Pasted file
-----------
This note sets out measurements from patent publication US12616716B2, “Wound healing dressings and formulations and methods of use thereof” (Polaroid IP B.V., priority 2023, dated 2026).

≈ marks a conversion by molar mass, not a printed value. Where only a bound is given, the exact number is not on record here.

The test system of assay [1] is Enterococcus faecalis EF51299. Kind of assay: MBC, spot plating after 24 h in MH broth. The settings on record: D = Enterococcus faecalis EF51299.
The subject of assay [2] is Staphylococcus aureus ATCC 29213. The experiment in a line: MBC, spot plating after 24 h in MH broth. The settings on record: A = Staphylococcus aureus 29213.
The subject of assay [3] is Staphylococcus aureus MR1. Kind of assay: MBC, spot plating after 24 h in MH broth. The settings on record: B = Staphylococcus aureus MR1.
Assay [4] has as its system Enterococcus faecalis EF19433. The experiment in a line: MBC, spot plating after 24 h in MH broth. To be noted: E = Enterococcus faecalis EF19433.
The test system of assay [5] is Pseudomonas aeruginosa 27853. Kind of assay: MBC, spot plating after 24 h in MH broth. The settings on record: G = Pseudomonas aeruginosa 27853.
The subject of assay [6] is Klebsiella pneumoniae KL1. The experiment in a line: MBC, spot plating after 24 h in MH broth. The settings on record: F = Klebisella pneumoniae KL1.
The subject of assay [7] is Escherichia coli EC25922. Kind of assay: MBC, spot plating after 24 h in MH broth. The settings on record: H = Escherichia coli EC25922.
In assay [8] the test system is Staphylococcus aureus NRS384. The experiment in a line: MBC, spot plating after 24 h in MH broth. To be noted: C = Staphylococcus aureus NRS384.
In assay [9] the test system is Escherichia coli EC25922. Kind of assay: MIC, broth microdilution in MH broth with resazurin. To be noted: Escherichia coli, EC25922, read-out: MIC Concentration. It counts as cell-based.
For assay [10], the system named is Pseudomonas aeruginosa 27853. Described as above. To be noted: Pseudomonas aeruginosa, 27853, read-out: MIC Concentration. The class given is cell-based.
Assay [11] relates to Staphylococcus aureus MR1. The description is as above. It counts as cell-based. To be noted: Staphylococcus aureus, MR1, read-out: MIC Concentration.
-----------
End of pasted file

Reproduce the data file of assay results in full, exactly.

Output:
This note sets out measurements from patent publication US12616716B2, “Wound healing dressings and formulations and methods of use thereof” (Polaroid IP B.V., priority 2023, dated 2026).

≈ marks a conversion by molar mass, not a printed value. Where only a bound is given, the exact number is not on record here.

The test system of assay [1] is Enterococcus faecalis EF51299. Kind of assay: MBC, spot plating after 24 h in MH broth. The settings on record: D = Enterococcus faecalis EF51299.
The subject of assay [2] is Staphylococcus aureus ATCC 29213. The experiment in a line: MBC, spot plating after 24 h in MH broth. The settings on record: A = Staphylococcus aureus 29213.
The subject of assay [3] is Staphylococcus aureus MR1. Kind of assay: MBC, spot plating after 24 h in MH broth. The settings on record: B = Staphylococcus aureus MR1.
Assay [4] has as its system Enterococcus faecalis EF19433. The experiment in a line: MBC, spot plating after 24 h in MH broth. To be noted: E = Enterococcus faecalis EF19433.
The test system of assay [5] is Pseudomonas aeruginosa 27853. Kind of assay: MBC, spot plating after 24 h in MH broth. The settings on record: G = Pseudomonas aeruginosa 27853.
The subject of assay [6] is Klebsiella pneumoniae KL1. The experiment in a line: MBC, spot plating after 24 h in MH broth. The settings on record: F = Klebisella pneumoniae KL1.
The subject of assay [7] is Escherichia coli EC25922. Kind of assay: MBC, spot plating after 24 h in MH broth. The settings on record: H = Escherichia coli EC25922.
In assay [8] the test system is Staphylococcus aureus NRS384. The experiment in a line: MBC, spot plating after 24 h in MH broth. To be noted: C = Staphylococcus aureus NRS384.
In assay [9] the test system is Escherichia coli EC25922. Kind of assay: MIC, broth microdilution in MH broth with resazurin. To be noted: Escherichia coli, EC25922, read-out: MIC Concentration. It counts as cell-based.
For assay [10], the system named is Pseudomonas aeruginosa 27853. Described as above. To be noted: Pseudomonas aeruginosa, 27853, read-out: MIC Concentration. The class given is cell-based.
Assay [11] relates to Staphylococcus aureus MR1. The description is as above. It counts as cell-based. To be noted: Staphylococcus aureus, MR1, read-out: MIC Concentration.